If I were car shopping for something under $30,000 with nice styling, ample trunk and rear seat room, 5-doors, a navigation system, hands-free phone, accident warning systems and a manual transmission offered with the larger or two engines, the Mazda3 would be really hard to pass up.

As it sits, the Mazda3 I tested has a total MSRP of $28,385 far less than I spent on my Miata. Really, what more can you ask for in an economy car?

Motor 4 Toys Charity Car Show December 7, 2014

©2014 Toni Avery

©2014 Toni Avery

For the past eleven years, Motor 4 Toys has brought out members of the car community helping to bring a little joy into thousands of children’s lives. The event is made possible by the donations of unwrapped toys from generous enthusiasts. Car clubs from around LA and surrounding areas come to show off their prized possessions and to bring happiness to children this Christmas. Along with unwrapped toys, donors are able to provide cash/check donations assisting in the purchase of more toys.

This year, an estimated 2,000+ cars showed up, overflowing the large Woodland Hills, CA parking lot. Everything from Mini Coopers to Lotus Elise and even the ultra-rare Bugatti Veyron came out for the show. Automakers brought some exotic examples of new cars including the Alfa Romeo 4C, Viper TA and the Dodge Challenger Hellcat. This turnout has resulted in hopefully more than 43,000 toys (the amount in 2013).

©2014 Toni Avery

©2014 Toni Avery

If you are still looking for a great cause to contribute to this Holiday season, what could be better than providing a child with endless smiles and joy? There is still time to donate! Visit Motor4Toys.com to make a donation.

Until next year, enjoy some photos of incredible cars that came out for Motor 4 Toys

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LA Auto Show 2014: Jaguar & Interview with #JustinBell

©2014 Toni Avery

©2014 Toni Avery

The Jaguar F-Type has been to many the re-birth of the sports car for the British automaker. Not since the E-Type has Jaguar really produced a true sports car, until now. The F-Type is known for it’s stunning good looks, ample power and incredible exhaust note. But one thing seemed to always be missing; a proper manual gearbox. Some say a sports car isn’t a sports car without one and others lean more towards the latest technology, more recently dual-clutch transmissions. But one thing is for sure, being in one of the largest sports car markets in the world, Los Angeles will be an important market for the new F-Type 6-speed manual.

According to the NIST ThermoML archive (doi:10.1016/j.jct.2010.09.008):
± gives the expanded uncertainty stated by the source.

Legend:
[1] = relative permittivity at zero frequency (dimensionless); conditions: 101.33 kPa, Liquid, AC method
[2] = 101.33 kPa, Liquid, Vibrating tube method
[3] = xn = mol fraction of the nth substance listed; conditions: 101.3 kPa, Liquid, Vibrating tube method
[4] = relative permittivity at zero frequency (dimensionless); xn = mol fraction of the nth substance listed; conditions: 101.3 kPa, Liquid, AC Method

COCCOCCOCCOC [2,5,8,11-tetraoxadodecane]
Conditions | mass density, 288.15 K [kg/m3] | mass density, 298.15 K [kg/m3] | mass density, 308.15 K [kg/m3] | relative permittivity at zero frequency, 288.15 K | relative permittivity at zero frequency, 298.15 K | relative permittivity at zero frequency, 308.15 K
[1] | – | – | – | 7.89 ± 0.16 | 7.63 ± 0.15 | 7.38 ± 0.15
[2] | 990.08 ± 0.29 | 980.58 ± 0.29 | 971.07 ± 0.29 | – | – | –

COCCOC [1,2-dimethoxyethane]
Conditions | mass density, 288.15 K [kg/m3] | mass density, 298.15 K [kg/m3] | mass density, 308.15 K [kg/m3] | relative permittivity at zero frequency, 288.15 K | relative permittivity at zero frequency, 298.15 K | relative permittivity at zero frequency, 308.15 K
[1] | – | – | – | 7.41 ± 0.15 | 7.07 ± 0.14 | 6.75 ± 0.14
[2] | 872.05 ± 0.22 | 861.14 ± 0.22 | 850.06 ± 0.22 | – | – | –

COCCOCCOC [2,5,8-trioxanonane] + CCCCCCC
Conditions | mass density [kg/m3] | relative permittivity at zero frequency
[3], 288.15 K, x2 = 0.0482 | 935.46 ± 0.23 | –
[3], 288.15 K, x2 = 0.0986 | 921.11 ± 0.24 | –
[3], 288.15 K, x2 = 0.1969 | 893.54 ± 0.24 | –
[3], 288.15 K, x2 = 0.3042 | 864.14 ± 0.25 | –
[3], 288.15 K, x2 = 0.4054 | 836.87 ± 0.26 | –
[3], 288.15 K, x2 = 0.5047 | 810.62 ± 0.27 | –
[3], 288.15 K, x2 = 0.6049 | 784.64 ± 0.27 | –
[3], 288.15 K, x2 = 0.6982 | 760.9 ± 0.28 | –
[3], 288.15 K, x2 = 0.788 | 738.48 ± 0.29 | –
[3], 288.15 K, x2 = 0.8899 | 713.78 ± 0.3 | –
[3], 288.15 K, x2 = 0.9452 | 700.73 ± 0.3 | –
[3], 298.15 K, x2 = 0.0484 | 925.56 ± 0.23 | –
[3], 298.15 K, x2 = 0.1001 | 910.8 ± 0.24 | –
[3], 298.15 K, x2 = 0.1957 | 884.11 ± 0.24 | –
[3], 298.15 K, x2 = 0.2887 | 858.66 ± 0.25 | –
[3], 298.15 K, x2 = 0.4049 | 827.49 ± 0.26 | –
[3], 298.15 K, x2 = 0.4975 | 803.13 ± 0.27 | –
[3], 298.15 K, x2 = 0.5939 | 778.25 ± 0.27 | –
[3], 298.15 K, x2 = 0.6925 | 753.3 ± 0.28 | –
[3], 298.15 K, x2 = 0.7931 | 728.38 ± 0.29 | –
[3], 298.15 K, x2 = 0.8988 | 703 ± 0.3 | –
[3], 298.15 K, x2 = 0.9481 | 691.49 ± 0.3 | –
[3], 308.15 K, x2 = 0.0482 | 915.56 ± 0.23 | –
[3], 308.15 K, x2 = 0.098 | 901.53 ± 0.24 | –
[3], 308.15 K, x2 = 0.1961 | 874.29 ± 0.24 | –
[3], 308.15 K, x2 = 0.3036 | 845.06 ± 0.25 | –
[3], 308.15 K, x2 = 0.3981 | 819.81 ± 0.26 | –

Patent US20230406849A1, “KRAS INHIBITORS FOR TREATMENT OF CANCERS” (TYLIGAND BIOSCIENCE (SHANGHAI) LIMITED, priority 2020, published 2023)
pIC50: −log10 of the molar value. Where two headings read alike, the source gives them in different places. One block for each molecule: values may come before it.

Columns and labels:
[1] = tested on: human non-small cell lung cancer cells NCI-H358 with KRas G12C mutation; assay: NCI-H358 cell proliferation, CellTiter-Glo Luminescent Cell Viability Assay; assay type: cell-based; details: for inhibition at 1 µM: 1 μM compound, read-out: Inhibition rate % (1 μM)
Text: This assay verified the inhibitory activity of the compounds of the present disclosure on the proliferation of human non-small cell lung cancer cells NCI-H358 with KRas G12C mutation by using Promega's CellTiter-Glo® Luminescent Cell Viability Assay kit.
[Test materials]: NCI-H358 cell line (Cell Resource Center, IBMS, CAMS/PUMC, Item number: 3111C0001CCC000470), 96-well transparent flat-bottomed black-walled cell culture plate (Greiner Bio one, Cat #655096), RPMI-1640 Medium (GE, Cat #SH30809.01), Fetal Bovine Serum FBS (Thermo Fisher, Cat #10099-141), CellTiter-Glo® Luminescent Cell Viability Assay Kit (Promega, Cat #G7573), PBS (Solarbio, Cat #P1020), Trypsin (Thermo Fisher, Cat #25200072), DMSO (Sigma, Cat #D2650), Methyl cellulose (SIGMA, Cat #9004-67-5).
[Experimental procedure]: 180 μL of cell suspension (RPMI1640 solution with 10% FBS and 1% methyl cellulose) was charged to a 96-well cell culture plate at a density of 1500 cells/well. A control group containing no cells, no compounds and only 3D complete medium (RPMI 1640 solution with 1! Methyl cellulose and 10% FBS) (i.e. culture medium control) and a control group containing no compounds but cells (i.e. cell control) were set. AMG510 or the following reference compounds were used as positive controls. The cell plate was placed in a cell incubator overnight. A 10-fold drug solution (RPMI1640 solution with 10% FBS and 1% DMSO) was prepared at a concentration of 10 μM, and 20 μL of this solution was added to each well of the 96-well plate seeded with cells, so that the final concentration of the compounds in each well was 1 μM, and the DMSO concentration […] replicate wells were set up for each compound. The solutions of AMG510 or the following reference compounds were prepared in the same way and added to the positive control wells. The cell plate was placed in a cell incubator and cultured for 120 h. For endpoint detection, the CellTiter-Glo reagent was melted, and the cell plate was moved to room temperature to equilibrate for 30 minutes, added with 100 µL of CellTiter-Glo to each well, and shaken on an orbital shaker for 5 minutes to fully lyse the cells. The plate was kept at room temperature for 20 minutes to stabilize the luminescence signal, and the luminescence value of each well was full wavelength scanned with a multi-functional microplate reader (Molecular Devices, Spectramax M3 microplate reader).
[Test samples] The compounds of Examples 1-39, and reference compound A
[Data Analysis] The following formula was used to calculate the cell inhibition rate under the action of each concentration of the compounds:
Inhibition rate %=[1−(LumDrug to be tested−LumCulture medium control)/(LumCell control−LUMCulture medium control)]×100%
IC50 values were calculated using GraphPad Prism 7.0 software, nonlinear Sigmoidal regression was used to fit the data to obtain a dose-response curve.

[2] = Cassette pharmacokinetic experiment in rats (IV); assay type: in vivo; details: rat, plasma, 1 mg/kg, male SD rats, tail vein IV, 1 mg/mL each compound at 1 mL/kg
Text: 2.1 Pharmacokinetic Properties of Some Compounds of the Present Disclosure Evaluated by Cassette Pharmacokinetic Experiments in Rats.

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The new 6-speed manual transmission (available in the V6 and V6 S models only) isn’t the only new addition to the F-Type lineup; rather AWD F-Types will also be hitting the streets in 2016 in addition to the R Convertible. The AWD system will be offered as an option in the V6 S Coupe and Convertible and will be standard on the R Coupe and Convertible all accompanied by the quick eight-speed automatic transmission.

©2014 Toni Avery

©2014 Toni Avery

You might be thinking that with the addition of AWD that the F-Type will lose it’s RWD characteristics. Well, that’s where the developers at Jaguar stepped in. In order to keep the RWD characteristics of the F-Type, the AWD system operates on torque-on-demand principle where the system sends 100 percent of the engine’s torque to the rear wheels under normal driving conditions. If the system senses the rear wheels are approaching the limit of available grip, the electronically-controlled center coupling transfers up to 50 percent of the engine’s torque to the front axle.

©2014 Toni Avery

©2014 Toni Avery

If you’re current on all things Jaguar you’ve probably heard of the Project 7 car. Its name is in honor of the seven Jaguar wins at Le Mans. The car is a street-legal two-seater inspired by the Jaguar D-Type, which celebrates its 60th anniversary this year.

Project 7 features a 5.0 L supercharged V8 engine pushing out 575 HP and sprints from 0-60 MPH in just 3.8 seconds with an electronically-limited top speed of 186 MPH. While most of us can’t afford this $165,000 US starting price, here’s a short walk-around video to drool over:

To help make the Jaguar F-Type manual even cooler, Justin Bell, son of racecar driver Derek Bell, drove the less than 5 MPH speeds in front of the Convention Center to show off the new F-Type and say a few words about it. I also wanted to learn a little more about his relationship with Jaguar:

©2014 Toni Avery

©2014 Toni Avery

TA: What is your relationship with Jaguar?

JB: You meet people in the auto industry and you build a relationship with some because they are just nice people, and that’s how I feel about the Jaguar Land Rover guys, they are just really honest cool people that really love their cars.

I was really lucky….it was two years ago, I got to go to England. They asked me to host this sort of global launch video for the F-Type. No one had really seen it. It was me and Martin Brundle and Christian Danner, and I was representing the States. It was amazing, basically we were the first people, outside of the factory, to drive the car, it was a great insight.